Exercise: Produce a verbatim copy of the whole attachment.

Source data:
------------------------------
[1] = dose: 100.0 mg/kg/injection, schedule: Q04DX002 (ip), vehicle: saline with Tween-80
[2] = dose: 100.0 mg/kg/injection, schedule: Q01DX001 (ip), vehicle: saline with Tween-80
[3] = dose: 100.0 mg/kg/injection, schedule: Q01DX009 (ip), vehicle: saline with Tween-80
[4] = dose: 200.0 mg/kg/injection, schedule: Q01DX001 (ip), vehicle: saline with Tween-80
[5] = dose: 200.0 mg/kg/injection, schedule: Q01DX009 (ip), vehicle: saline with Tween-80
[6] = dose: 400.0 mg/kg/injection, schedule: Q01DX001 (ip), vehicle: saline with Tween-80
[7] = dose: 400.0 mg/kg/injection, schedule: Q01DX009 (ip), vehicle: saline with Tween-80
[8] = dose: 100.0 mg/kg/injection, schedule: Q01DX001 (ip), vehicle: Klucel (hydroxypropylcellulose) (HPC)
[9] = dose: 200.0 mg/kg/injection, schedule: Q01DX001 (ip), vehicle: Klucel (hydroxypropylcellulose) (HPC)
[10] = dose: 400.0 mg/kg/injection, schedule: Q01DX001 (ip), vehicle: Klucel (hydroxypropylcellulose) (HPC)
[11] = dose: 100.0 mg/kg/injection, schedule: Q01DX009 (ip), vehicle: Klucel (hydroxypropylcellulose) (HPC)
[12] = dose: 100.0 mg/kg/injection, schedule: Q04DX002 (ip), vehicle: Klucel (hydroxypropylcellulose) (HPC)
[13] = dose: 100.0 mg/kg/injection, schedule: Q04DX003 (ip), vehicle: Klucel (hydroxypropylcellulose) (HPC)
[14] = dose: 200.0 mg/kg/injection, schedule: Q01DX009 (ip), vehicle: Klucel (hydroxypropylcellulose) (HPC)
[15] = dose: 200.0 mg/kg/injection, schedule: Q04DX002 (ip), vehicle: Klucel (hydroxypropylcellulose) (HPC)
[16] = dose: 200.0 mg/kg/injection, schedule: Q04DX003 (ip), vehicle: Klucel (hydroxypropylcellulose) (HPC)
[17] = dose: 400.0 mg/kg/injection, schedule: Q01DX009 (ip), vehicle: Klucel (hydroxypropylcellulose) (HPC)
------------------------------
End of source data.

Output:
[1] = dose: 100.0 mg/kg/injection, schedule: Q04DX002 (ip), vehicle: saline with Tween-80
[2] = dose: 100.0 mg/kg/injection, schedule: Q01DX001 (ip), vehicle: saline with Tween-80
[3] = dose: 100.0 mg/kg/injection, schedule: Q01DX009 (ip), vehicle: saline with Tween-80
[4] = dose: 200.0 mg/kg/injection, schedule: Q01DX001 (ip), vehicle: saline with Tween-80
[5] = dose: 200.0 mg/kg/injection, schedule: Q01DX009 (ip), vehicle: saline with Tween-80
[6] = dose: 400.0 mg/kg/injection, schedule: Q01DX001 (ip), vehicle: saline with Tween-80
[7] = dose: 400.0 mg/kg/injection, schedule: Q01DX009 (ip), vehicle: saline with Tween-80
[8] = dose: 100.0 mg/kg/injection, schedule: Q01DX001 (ip), vehicle: Klucel (hydroxypropylcellulose) (HPC)
[9] = dose: 200.0 mg/kg/injection, schedule: Q01DX001 (ip), vehicle: Klucel (hydroxypropylcellulose) (HPC)
[10] = dose: 400.0 mg/kg/injection, schedule: Q01DX001 (ip), vehicle: Klucel (hydroxypropylcellulose) (HPC)
[11] = dose: 100.0 mg/kg/injection, schedule: Q01DX009 (ip), vehicle: Klucel (hydroxypropylcellulose) (HPC)
[12] = dose: 100.0 mg/kg/injection, schedule: Q04DX002 (ip), vehicle: Klucel (hydroxypropylcellulose) (HPC)
[13] = dose: 100.0 mg/kg/injection, schedule: Q04DX003 (ip), vehicle: Klucel (hydroxypropylcellulose) (HPC)
[14] = dose: 200.0 mg/kg/injection, schedule: Q01DX009 (ip), vehicle: Klucel (hydroxypropylcellulose) (HPC)
[15] = dose: 200.0 mg/kg/injection, schedule: Q04DX002 (ip), vehicle: Klucel (hydroxypropylcellulose) (HPC)
[16] = dose: 200.0 mg/kg/injection, schedule: Q04DX003 (ip), vehicle: Klucel (hydroxypropylcellulose) (HPC)
[17] = dose: 400.0 mg/kg/injection, schedule: Q01DX009 (ip), vehicle: Klucel (hydroxypropylcellulose) (HPC)